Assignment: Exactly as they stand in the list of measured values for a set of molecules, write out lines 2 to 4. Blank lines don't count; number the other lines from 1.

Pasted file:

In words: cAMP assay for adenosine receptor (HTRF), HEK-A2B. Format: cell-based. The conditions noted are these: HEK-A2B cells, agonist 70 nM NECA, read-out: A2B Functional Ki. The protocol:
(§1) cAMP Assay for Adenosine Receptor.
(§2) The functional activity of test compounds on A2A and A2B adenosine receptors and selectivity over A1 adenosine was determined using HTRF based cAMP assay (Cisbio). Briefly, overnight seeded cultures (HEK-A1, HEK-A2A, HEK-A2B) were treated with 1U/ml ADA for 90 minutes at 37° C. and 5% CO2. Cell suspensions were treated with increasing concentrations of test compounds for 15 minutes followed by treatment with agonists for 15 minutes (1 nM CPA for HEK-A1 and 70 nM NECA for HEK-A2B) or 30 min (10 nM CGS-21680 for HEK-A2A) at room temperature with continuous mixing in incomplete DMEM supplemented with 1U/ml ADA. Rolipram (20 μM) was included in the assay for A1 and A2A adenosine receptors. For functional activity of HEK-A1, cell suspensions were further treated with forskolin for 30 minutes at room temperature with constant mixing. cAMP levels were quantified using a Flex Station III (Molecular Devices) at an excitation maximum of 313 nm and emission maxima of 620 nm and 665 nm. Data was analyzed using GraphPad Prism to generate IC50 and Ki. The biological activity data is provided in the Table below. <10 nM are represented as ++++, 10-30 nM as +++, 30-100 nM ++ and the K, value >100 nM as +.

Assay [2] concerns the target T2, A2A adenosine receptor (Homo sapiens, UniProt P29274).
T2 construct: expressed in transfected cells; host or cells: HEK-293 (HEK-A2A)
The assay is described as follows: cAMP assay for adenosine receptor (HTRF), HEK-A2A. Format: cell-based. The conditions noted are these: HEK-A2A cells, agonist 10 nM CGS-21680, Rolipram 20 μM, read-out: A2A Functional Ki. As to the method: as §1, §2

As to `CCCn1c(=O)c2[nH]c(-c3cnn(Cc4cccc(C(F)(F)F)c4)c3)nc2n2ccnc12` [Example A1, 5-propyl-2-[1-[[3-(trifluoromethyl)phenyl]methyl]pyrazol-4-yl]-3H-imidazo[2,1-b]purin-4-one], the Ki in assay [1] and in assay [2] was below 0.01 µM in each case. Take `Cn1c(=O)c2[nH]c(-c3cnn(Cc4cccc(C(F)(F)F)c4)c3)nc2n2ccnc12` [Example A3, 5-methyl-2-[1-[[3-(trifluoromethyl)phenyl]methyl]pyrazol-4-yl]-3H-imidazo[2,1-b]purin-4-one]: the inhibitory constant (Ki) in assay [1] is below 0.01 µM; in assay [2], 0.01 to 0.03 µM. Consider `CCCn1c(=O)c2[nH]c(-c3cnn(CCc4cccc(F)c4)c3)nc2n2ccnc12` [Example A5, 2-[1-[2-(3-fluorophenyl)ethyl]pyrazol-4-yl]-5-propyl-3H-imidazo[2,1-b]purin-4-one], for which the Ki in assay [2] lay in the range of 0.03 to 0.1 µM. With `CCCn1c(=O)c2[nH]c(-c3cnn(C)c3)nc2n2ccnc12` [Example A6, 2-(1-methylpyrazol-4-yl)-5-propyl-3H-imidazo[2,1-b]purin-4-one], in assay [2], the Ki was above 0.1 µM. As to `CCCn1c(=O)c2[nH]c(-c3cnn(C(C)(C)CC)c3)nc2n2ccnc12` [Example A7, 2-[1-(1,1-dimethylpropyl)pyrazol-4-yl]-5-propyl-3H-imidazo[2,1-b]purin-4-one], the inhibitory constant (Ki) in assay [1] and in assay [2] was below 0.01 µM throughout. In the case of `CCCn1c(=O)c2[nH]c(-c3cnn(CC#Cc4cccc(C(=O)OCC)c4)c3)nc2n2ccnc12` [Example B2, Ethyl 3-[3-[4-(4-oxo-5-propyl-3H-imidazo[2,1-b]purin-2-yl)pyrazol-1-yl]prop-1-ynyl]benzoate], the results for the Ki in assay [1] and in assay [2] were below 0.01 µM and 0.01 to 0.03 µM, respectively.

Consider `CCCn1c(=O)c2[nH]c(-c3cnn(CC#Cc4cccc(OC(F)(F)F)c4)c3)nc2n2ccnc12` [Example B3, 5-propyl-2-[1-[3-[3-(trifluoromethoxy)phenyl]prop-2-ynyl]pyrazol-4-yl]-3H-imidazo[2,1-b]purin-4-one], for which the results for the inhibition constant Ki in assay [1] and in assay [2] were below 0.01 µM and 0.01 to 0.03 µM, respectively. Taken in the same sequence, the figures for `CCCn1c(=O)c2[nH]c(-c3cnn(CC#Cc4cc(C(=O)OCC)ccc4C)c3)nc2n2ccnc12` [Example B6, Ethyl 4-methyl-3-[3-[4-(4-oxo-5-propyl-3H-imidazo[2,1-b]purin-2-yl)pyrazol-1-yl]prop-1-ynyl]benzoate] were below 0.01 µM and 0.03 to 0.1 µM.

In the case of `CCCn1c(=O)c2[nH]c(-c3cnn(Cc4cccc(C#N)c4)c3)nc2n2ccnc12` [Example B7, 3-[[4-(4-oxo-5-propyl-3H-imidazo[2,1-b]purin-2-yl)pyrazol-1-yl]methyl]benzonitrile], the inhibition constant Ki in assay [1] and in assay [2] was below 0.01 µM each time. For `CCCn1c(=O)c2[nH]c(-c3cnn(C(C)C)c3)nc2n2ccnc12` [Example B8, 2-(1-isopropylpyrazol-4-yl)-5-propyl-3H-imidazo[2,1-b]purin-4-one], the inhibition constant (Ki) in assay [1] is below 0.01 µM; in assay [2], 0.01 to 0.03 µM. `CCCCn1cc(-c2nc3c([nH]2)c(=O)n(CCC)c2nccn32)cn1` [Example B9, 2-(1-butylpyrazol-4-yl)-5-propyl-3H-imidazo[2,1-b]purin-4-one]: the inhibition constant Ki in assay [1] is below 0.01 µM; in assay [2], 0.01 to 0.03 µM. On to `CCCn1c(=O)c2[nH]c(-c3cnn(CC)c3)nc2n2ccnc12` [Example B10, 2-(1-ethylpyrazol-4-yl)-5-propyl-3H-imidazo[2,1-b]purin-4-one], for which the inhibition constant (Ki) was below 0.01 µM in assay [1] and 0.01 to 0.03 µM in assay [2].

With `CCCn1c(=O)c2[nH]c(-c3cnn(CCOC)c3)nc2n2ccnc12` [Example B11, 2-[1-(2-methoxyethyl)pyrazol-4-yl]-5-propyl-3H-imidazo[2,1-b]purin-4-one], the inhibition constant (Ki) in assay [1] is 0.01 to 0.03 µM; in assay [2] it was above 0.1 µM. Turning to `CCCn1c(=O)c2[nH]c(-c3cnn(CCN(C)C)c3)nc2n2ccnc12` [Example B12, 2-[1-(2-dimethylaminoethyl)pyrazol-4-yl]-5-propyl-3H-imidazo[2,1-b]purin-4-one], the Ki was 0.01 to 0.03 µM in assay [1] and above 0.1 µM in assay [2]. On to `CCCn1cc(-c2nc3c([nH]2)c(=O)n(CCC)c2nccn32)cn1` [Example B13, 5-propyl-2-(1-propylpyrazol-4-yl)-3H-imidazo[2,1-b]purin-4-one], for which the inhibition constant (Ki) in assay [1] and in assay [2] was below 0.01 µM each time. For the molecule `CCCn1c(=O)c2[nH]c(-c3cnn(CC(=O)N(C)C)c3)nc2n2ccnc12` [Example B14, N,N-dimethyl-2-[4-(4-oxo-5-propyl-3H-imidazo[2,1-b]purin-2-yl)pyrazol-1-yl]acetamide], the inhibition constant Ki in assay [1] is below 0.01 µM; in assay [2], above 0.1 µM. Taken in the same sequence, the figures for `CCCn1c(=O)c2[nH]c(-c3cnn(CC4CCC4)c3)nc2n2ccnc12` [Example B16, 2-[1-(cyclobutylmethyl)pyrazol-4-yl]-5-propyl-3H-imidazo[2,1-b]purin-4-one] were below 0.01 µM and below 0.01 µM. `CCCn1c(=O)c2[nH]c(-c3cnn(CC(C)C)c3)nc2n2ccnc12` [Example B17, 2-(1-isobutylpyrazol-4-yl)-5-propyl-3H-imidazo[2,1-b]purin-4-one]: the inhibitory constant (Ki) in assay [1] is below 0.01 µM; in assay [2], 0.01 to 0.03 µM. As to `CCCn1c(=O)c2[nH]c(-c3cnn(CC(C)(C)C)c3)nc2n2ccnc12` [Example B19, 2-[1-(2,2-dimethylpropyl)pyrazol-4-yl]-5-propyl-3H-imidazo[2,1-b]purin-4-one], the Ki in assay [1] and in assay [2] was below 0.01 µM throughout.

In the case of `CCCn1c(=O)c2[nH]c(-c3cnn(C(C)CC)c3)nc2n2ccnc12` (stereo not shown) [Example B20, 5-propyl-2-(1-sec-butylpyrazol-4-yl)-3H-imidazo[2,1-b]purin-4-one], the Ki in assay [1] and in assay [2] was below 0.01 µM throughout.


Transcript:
(§1) cAMP Assay for Adenosine Receptor.
(§2) The functional activity of test compounds on A2A and A2B adenosine receptors and selectivity over A1 adenosine was determined using HTRF based cAMP assay (Cisbio). Briefly, overnight seeded cultures (HEK-A1, HEK-A2A, HEK-A2B) were treated with 1U/ml ADA for 90 minutes at 37° C. and 5% CO2. Cell suspensions were treated with increasing concentrations of test compounds for 15 minutes followed by treatment with agonists for 15 minutes (1 nM CPA for HEK-A1 and 70 nM NECA for HEK-A2B) or 30 min (10 nM CGS-21680 for HEK-A2A) at room temperature with continuous mixing in incomplete DMEM supplemented with 1U/ml ADA. Rolipram (20 μM) was included in the assay for A1 and A2A adenosine receptors. For functional activity of HEK-A1, cell suspensions were further treated with forskolin for 30 minutes at room temperature with constant mixing. cAMP levels were quantified using a Flex Station III (Molecular Devices) at an excitation maximum of 313 nm and emission maxima of 620 nm and 665 nm. Data was analyzed using GraphPad Prism to generate IC50 and Ki. The biological activity data is provided in the Table below. <10 nM are represented as ++++, 10-30 nM as +++, 30-100 nM ++ and the K, value >100 nM as +.

Assay [2] concerns the target T2, A2A adenosine receptor (Homo sapiens, UniProt P29274).